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authorship, all such things, fascinating and important as they undeniably are, must be regarded as means to an end, for, as Tennyson said of Knowledge, they are “the second not the first."

This business of teaching people to read is really a matter of incalculable, of national, importance to us in America. I doubt whether there was ever a country on the face of the earth which contained such multitudes of people who knew how to read, and so few true readers; a country which contained so few who were illiterate, and so many who were uneducated. With all this we have quite unparalleled opportunities for the reader. We teach him the mechanical process of reading, and we establish innumerable agencies to provide him with reading matter at a small cost, or at no cost at all. We have a great host of writers, who produce books without number, yet we make but a trifling contribution to the permanent literature of the world. I suspect that the true reader is almost as rare as the great writer, and I suspect that to teach a child to read without teaching him to prefer a good book to a bad one, is very like giving a boy a loaded gun without showing him how to use it. Such a situation, and I do not think it is over-stated, imposes a heavy but an honorable responsibility upon the teacher of English. It is his task, subordinating all merely curious researches and vain disputations, to teach as many as he can among this multitude of un-read readers, to know and to delight in the best literature. “We need to be reminded every day," says Frederic Harrison, “how many are the books of inimitable glory, which, with all our eagerness after reading, we have never taken in our hands.” Many works of this enduring and "inimitable glory" have been brought together here, gathered from the noblest utterances of more than a thousand years. If a book of this kind helps the teacher to bring these glories nearer to the minds and lives of his students, if it helps any reader in school or out, to come into closer and more human relations with great literature, it has its place and part (small as it may be) in an immeasurably important work. My indebtedness to others is too great to be specifically acknowledged.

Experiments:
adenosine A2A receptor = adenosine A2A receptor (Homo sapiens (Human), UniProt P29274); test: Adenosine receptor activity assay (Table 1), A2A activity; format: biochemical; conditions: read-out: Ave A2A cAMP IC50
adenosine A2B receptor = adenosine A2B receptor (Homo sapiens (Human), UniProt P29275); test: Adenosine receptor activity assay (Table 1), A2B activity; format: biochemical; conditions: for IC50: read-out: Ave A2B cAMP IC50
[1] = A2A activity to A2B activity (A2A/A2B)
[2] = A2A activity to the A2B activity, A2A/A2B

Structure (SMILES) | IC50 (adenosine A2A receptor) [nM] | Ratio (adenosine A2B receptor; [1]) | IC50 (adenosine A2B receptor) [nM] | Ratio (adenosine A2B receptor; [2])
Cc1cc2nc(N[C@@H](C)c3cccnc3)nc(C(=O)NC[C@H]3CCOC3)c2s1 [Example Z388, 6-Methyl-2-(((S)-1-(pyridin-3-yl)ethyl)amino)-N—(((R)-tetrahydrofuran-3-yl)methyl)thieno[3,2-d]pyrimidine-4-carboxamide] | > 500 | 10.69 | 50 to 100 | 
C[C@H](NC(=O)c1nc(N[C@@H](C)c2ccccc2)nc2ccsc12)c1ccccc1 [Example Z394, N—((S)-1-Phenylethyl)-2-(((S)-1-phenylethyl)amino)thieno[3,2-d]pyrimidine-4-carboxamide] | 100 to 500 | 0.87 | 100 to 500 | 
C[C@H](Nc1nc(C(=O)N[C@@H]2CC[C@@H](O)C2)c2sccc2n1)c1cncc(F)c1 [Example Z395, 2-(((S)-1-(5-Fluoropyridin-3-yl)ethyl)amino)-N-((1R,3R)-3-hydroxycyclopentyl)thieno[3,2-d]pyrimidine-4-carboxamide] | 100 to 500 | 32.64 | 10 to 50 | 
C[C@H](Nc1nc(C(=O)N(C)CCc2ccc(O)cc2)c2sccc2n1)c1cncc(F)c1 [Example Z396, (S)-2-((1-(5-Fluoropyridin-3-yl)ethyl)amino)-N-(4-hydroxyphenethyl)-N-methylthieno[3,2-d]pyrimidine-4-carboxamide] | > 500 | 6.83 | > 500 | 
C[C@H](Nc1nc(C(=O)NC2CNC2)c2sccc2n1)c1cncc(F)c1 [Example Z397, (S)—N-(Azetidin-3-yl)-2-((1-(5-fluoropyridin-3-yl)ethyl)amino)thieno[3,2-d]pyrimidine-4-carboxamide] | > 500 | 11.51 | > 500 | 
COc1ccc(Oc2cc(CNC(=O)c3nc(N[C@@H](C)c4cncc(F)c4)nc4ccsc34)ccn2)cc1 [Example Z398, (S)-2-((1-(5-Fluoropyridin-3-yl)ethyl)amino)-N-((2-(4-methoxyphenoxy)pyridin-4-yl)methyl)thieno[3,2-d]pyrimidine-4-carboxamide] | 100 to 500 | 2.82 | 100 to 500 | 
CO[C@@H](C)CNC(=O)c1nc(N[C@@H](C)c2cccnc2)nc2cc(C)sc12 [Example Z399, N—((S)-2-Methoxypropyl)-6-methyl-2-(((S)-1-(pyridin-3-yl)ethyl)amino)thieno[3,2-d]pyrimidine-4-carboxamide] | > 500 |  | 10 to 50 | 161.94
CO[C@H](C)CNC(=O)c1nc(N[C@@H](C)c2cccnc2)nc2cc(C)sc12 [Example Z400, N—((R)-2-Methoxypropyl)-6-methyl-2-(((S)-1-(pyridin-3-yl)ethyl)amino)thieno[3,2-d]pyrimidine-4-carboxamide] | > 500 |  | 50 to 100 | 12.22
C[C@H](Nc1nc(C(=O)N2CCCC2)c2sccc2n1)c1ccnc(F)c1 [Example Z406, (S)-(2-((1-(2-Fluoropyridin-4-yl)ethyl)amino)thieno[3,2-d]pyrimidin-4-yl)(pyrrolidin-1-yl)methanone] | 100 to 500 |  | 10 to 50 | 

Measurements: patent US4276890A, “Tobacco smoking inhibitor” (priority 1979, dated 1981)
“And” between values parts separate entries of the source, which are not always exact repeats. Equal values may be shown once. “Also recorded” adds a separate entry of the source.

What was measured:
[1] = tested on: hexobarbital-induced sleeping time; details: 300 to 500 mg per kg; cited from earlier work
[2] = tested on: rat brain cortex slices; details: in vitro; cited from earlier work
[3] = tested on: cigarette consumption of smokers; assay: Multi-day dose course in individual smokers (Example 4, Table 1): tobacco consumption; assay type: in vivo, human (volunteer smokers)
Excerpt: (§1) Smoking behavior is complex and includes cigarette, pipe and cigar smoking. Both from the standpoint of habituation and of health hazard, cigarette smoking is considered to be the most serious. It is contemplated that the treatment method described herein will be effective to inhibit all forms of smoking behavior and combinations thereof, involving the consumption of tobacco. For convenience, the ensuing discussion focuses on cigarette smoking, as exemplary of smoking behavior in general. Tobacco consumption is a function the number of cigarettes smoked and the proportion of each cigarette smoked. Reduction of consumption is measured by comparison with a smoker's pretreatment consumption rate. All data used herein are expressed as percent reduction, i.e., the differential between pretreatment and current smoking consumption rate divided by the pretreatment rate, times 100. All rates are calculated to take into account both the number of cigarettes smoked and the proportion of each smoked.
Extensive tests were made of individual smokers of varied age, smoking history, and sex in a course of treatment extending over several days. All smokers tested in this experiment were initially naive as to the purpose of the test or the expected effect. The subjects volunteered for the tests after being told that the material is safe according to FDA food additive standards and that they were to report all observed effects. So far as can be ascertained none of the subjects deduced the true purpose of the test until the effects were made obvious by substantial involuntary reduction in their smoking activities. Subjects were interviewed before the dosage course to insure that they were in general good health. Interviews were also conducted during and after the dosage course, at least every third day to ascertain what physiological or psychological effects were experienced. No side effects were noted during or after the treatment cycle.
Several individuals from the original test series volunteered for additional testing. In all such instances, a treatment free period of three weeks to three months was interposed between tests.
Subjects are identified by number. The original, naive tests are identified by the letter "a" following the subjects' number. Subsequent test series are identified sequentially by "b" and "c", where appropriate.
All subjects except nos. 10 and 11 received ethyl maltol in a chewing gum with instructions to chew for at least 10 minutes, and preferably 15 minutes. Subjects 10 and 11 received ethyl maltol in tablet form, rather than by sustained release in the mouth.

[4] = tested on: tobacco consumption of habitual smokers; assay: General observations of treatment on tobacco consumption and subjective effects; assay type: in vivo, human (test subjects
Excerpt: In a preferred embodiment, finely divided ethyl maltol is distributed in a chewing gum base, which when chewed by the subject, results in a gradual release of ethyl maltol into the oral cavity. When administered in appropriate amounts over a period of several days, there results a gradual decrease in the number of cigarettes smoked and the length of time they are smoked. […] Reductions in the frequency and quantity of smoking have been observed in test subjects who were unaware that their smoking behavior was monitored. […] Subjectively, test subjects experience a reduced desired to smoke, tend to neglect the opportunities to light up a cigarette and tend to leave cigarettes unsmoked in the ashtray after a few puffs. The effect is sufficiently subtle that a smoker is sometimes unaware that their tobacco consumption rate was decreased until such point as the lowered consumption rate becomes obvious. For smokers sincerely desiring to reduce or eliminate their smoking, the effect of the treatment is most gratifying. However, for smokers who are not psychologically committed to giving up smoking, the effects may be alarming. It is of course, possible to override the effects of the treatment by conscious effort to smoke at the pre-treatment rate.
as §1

I cannot, however, omit a word of especial gratitude to my friend Dr. Percy V. D. Shelly, of the University of Pennsylvania, who, besides contributing several translations from Old English and Latin, has worked with me faithfully in the preparation of this book.


July 15, 1915.


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